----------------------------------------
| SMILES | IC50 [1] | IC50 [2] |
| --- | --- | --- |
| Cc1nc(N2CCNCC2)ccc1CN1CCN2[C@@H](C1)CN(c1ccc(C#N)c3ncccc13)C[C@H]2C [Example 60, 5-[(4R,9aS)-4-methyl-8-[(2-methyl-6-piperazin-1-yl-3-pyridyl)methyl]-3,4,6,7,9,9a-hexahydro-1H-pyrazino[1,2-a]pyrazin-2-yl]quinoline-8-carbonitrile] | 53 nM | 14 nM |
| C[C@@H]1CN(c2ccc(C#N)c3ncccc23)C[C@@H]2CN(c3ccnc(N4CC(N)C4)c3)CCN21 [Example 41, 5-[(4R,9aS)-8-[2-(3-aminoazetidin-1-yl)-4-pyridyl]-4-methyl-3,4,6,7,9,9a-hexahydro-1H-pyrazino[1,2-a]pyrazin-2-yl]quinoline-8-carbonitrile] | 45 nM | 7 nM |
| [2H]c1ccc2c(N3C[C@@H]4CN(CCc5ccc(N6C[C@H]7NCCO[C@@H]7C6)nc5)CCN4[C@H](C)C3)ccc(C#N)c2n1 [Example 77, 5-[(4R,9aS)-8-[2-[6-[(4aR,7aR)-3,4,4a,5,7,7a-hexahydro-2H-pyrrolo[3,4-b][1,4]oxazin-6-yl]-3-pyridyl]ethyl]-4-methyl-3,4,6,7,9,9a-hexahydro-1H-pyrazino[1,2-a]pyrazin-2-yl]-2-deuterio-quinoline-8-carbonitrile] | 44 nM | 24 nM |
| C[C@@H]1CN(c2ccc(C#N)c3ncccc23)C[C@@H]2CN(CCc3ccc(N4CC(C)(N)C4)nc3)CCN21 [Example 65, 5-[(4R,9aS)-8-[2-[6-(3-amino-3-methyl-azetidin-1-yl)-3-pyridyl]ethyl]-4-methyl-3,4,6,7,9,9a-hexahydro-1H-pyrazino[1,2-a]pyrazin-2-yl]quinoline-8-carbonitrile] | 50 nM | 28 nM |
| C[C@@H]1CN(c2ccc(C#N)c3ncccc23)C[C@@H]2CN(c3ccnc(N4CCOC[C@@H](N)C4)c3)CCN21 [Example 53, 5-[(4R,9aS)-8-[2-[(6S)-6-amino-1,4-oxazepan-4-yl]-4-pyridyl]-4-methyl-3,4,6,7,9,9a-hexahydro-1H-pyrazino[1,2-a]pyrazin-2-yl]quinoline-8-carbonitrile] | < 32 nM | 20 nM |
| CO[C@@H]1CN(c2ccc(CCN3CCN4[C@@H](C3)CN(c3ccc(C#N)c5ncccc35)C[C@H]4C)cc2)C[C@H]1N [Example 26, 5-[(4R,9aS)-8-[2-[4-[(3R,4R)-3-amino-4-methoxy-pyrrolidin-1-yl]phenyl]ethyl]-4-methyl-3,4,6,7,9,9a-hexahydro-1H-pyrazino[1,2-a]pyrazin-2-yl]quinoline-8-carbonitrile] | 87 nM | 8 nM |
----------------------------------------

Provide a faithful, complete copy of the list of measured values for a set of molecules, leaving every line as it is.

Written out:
| SMILES | IC50 [1] | IC50 [2] |
| --- | --- | --- |
| Cc1nc(N2CCNCC2)ccc1CN1CCN2[C@@H](C1)CN(c1ccc(C#N)c3ncccc13)C[C@H]2C [Example 60, 5-[(4R,9aS)-4-methyl-8-[(2-methyl-6-piperazin-1-yl-3-pyridyl)methyl]-3,4,6,7,9,9a-hexahydro-1H-pyrazino[1,2-a]pyrazin-2-yl]quinoline-8-carbonitrile] | 53 nM | 14 nM |
| C[C@@H]1CN(c2ccc(C#N)c3ncccc23)C[C@@H]2CN(c3ccnc(N4CC(N)C4)c3)CCN21 [Example 41, 5-[(4R,9aS)-8-[2-(3-aminoazetidin-1-yl)-4-pyridyl]-4-methyl-3,4,6,7,9,9a-hexahydro-1H-pyrazino[1,2-a]pyrazin-2-yl]quinoline-8-carbonitrile] | 45 nM | 7 nM |
| [2H]c1ccc2c(N3C[C@@H]4CN(CCc5ccc(N6C[C@H]7NCCO[C@@H]7C6)nc5)CCN4[C@H](C)C3)ccc(C#N)c2n1 [Example 77, 5-[(4R,9aS)-8-[2-[6-[(4aR,7aR)-3,4,4a,5,7,7a-hexahydro-2H-pyrrolo[3,4-b][1,4]oxazin-6-yl]-3-pyridyl]ethyl]-4-methyl-3,4,6,7,9,9a-hexahydro-1H-pyrazino[1,2-a]pyrazin-2-yl]-2-deuterio-quinoline-8-carbonitrile] | 44 nM | 24 nM |
| C[C@@H]1CN(c2ccc(C#N)c3ncccc23)C[C@@H]2CN(CCc3ccc(N4CC(C)(N)C4)nc3)CCN21 [Example 65, 5-[(4R,9aS)-8-[2-[6-(3-amino-3-methyl-azetidin-1-yl)-3-pyridyl]ethyl]-4-methyl-3,4,6,7,9,9a-hexahydro-1H-pyrazino[1,2-a]pyrazin-2-yl]quinoline-8-carbonitrile] | 50 nM | 28 nM |
| C[C@@H]1CN(c2ccc(C#N)c3ncccc23)C[C@@H]2CN(c3ccnc(N4CCOC[C@@H](N)C4)c3)CCN21 [Example 53, 5-[(4R,9aS)-8-[2-[(6S)-6-amino-1,4-oxazepan-4-yl]-4-pyridyl]-4-methyl-3,4,6,7,9,9a-hexahydro-1H-pyrazino[1,2-a]pyrazin-2-yl]quinoline-8-carbonitrile] | < 32 nM | 20 nM |
| CO[C@@H]1CN(c2ccc(CCN3CCN4[C@@H](C3)CN(c3ccc(C#N)c5ncccc35)C[C@H]4C)cc2)C[C@H]1N [Example 26, 5-[(4R,9aS)-8-[2-[4-[(3R,4R)-3-amino-4-methoxy-pyrrolidin-1-yl]phenyl]ethyl]-4-methyl-3,4,6,7,9,9a-hexahydro-1H-pyrazino[1,2-a]pyrazin-2-yl]quinoline-8-carbonitrile] | 87 nM | 8 nM |